I’d met Devin through a friend of a friend.  Our love had started out in secret since he already had a girlfriend.  He complained about her to me on the phone for weeks until he finally drove over to my parents place in the middle of the night and we made out on the beach until sunrise.  He wrote me poetry and letters and sent them in the mail so I could hold them and read them over and over again.  He told me he saw a future with me, a house and babies and everything, and that he’d never met anyone like me.  He said he loved that I was creative and confident and knew what I wanted out of life.  The truth was I just always wanted to be in love.  I had only dated stupid high school boys or college guys who just partied all the time and never thought deeply about anything.  There was electricity between us that felt like magic, and I’d never been so comfortable being intimate with someone as I was with him.  His fingers felt like magnets to my body, and I was addicted to the pull.

I told Nicole my service was bad and that I’d call her later.  “But should I do it?” She asked and I had no idea what she was talking about.  I told her, “It’s up to you,” and hung up.

The next day when the rain stopped we made our way to EPCOT.  The bus was nice and air-conditioned and Devin seemed happy.  He offered me sunflower seeds that he’d put in his pockets.  “They’re in a shell,” Devin told me, “So it’s clean, kinda.”  We ate them by the handful and watched the manicured Disney green landscape pass us by as the bus drove on.  The bus was empty except for us and I thought it was romantic, like a movie.  He was excited to check out the Norway pavilion, said his ancestors were Irish and that it was close enough.  I knew it was a dumb association, but I loved him enough to ignore it.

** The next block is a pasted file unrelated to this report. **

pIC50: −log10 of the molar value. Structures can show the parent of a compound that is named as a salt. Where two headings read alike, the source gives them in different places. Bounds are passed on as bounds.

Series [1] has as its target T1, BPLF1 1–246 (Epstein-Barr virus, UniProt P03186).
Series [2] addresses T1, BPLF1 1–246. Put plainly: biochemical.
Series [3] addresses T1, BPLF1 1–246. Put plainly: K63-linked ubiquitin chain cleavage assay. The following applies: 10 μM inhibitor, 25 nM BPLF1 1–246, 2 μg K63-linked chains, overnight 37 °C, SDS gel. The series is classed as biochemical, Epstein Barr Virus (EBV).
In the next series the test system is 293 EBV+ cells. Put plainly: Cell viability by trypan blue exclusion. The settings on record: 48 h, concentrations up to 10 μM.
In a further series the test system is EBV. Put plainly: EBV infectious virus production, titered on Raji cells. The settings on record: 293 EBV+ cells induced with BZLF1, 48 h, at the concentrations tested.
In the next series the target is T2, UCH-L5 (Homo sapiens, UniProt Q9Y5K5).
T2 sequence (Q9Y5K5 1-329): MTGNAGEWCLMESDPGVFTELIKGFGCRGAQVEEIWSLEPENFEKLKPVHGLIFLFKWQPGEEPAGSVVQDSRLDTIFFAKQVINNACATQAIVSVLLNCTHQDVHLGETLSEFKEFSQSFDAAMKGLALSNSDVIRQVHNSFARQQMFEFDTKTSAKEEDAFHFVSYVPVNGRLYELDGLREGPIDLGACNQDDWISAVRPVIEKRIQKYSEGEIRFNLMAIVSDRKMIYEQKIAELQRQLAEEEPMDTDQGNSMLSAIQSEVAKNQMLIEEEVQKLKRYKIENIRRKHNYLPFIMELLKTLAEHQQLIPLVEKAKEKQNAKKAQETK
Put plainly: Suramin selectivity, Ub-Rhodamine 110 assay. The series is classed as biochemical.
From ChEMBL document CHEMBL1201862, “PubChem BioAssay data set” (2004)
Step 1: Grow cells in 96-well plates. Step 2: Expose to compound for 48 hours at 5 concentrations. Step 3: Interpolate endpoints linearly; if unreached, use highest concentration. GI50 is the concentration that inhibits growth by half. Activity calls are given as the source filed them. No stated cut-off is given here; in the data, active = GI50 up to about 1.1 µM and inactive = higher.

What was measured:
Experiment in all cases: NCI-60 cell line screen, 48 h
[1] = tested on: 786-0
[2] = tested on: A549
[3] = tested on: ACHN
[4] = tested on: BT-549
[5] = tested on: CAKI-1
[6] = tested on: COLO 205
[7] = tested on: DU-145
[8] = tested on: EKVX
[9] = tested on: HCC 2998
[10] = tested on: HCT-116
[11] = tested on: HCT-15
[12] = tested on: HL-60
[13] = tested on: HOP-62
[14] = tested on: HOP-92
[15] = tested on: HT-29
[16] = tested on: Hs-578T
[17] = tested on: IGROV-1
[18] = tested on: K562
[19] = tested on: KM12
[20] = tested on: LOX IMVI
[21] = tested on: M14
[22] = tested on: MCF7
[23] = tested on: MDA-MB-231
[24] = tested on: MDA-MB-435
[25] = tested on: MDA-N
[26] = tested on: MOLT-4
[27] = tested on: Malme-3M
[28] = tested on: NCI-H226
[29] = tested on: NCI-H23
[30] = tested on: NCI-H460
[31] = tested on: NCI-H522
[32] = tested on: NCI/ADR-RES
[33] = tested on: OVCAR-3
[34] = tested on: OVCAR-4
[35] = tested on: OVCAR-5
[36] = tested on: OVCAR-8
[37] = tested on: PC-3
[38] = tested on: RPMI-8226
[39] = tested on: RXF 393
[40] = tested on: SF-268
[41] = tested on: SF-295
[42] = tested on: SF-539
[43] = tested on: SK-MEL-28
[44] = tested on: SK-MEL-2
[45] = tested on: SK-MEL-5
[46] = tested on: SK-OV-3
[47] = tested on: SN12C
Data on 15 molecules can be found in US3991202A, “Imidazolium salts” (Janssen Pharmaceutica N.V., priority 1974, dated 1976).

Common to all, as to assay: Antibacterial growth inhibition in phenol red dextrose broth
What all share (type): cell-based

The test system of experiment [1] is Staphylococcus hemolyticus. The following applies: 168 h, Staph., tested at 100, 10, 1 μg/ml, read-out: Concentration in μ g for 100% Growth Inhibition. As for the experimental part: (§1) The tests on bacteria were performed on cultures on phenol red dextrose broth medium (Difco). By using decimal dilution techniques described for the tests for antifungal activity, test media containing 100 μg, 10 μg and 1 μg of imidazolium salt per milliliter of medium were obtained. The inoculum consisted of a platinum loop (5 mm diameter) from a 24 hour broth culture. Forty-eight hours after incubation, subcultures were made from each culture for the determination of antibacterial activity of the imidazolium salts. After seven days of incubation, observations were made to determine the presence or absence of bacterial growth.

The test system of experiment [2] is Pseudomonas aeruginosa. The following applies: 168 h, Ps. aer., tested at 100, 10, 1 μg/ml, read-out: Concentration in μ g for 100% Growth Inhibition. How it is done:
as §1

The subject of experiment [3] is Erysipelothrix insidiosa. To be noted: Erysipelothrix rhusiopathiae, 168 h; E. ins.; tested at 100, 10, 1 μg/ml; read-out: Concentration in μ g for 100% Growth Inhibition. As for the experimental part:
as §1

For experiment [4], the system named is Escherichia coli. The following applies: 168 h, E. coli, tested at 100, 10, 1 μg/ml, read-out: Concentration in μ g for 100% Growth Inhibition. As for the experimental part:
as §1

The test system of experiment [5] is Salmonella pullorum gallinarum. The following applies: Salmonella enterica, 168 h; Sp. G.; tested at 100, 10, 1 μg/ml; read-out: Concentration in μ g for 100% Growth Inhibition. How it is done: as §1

When we got to the park, we took a picture together in front of the famous geodesic dome.  We both had our sunglasses on and Devin’s hand grazed my ass so that no one could see.  It shocked me and made my mouth open wide in the photo.  He laughed and I tried to laugh it off too, but I had wanted a nice picture that I could show my mom, show Nicole, a picture I could post and show people that I didn’t even know so that they’d understand we’d traveled together, even if it was just three hours north to Disney World.

We rode Maelstrom in Norway and skipped out on the educational video.  Devin looked at the swords in the gift shop and contemplated buying one, but I told him we needed to hurry to Future World so we could redeem our Fast Pass for Spaceship Earth.  We shared a cronut and pink lemonade as we walked quickly around the park.  We got in the fast line for the ride and played a game where Devin put his palms face up and I tried to slap them before he pulled them away each time.  I skimmed his fingers a few times, but never got a solid landing on his palms.  Before we could switch, we boarded the ride.  I told Devin that my favorite part of the ride was the dark ages, the smell was something between burning firewood and barbecued meat.  “I know it’s supposed to be all the books burning from the Library of Alexandria in Egypt,” I said.  “But I just can’t help how much I love it.”